What kind of High Availability do you need?Sun, May 15, 2011 in Databases
Henrik just wrote a good article on different ways of achieving high availability with MySQL. I was going to respond in the comments, but decided it is better not to post such a long comment there.
One of the questions I think is useful to ask is what kind of high availability is desired. It is quite possible for a group of several people to stand in a hallway and talk about high availability, all of them apparently discussing the same thing but really talking about very different things.
Henrik says “At MySQL/Sun we recommended against asynchronous replication as a HA solution so that was the end of it as far as MMM was concerned. Instead we recommended DRBD, shared disk or MySQL Cluster based solutions.” Notice that all of those are synchronous technologies (at least, the way MySQL recommended them to be configured), generally employed to ensure a specific desirable property – no loss of data. But “I must not lose any committed transaction” and “my database must be available” are actually orthogonal requirements. One is about availability, the other is durability.
A lot of people who say they want High Availability actually want High Durability.
There are a great many MySQL users for whom writes are much less valuable than reads. I would point to an advertising-supported website as a canonical example. If the system isn’t available – that is, available to serve read queries – then a lot of money is lost. If someone’s latest comment on a blog post is lost – who cares? Money continues to flow.
This is why a lot of people want a system that keeps the database online, even if some writes are lost. Note that loss of writes is not the same thing as consistency – consistency and durability are also orthogonal for most users’ purposes. So we aren’t talking about eventual consistency or any of the other buzzwords, but simply “the system must respond to read queries.”
Asynchronous replication is well suited to many such users’ availability requirements, as long as replication does not fail (halt) through a write conflict or some other failure mode. (It is often perfectly acceptable for it to fail in other ways, as long as it does not halt.) That’s why a lot of users are interested in the specific type of “high availability” that a system such as MMM is intended to provide (but, as I mentioned, actually doesn’t provide). In other words, MMM would be great for a lot of people, if it worked correctly.
I have also been exposed to applications for which this kind of availability-trumps-durability paradigm is absolutely unacceptable. The advertising system upon which the advertising-supported website relies for its income is a good example. Users know they can build sites that only need to be available for reads, precisely because they are trusting that Google AdSense is highly available for writes! Delegating writes to someone else is the easiest way to build systems.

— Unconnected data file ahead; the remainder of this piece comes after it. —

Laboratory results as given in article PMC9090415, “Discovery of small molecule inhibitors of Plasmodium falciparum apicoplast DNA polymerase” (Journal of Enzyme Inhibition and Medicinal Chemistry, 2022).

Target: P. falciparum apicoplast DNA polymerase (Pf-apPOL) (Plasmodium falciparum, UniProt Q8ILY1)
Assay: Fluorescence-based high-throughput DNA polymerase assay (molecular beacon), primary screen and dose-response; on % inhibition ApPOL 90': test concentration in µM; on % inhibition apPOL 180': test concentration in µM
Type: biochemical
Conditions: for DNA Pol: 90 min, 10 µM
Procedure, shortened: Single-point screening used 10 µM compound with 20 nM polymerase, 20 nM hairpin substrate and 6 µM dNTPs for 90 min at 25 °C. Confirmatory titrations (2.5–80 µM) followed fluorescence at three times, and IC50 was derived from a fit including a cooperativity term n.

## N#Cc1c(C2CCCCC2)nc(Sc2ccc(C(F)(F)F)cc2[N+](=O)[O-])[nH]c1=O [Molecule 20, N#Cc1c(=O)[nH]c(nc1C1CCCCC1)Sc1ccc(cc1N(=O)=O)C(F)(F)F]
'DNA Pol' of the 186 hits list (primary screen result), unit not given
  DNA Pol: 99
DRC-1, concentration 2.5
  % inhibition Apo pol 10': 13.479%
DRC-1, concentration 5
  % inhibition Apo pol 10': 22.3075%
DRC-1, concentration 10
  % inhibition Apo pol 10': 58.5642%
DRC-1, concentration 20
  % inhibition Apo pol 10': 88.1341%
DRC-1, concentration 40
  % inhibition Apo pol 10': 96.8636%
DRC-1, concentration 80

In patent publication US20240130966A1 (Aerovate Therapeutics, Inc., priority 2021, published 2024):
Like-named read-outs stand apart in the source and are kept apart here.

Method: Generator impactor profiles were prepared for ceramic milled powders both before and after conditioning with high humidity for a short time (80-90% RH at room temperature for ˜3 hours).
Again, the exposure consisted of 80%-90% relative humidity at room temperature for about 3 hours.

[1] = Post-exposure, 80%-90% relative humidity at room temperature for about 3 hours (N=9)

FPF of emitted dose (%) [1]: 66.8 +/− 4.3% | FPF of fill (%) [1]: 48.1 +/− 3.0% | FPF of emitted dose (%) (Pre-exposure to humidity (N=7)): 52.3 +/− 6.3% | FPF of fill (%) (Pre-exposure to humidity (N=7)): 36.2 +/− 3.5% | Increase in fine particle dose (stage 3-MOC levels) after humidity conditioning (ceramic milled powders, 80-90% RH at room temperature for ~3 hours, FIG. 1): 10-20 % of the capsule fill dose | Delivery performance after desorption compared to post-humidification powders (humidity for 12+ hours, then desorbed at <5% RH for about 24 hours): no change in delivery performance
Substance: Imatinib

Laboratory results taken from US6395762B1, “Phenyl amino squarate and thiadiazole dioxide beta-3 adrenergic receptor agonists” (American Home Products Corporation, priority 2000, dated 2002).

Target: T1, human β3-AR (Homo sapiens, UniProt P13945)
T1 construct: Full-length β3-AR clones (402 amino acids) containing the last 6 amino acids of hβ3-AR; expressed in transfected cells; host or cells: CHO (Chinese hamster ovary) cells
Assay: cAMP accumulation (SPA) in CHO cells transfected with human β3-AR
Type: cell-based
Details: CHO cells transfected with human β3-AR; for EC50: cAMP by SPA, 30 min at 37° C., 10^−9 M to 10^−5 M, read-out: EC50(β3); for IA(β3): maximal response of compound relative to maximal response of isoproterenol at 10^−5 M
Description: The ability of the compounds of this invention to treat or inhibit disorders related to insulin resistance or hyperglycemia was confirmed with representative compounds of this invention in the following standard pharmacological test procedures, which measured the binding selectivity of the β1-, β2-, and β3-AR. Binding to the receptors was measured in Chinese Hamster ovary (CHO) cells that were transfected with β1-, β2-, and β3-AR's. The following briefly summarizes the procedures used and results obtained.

There is a place for DRBD and MySQL Cluster, and there are also many situations that are served by neither the DRBD nor the MMM type of solution.
Josh Berkus wrote a while back about three types of cluster users, as opposed to three types of clusters. I think it’s helpful to approach the conversation from that angle sometimes too. As a consultant, I almost always do that when I enter a discussion with a customer who wants a “cluster” or “high availability.” Those are basically code phrases that tell me I need to start at the beginning and ensure we are all talking about the same requirements!
I also agree with Henrik about the need to turn off automatic failover. In many, many situations this is by far the best approach. Sometimes people state requirements that, if one steps back and looks at them afresh, quite obviously indicate that an automatic failover is the last thing that’s desirable. For example, if someone tells me that he expects failover to be required less than once a year, this is almost guaranteed not to be a good case for automatic failover. A system that’s tested so infrequently is almost certainly not going to work right when it’s needed. In such cases, it’s far better to leave everything alone until an expert human can resolve the problem, rather than have a stupid machine destroy what would otherwise be a fixable system.
I'm Baron Schwartz, the founder and CEO of VividCortex. I am the author of High Performance MySQL and lots of open-source software for performance analysis, monitoring, and system administration. I contribute to various database communities such as Oracle, PostgreSQL, Redis and MongoDB. More about me.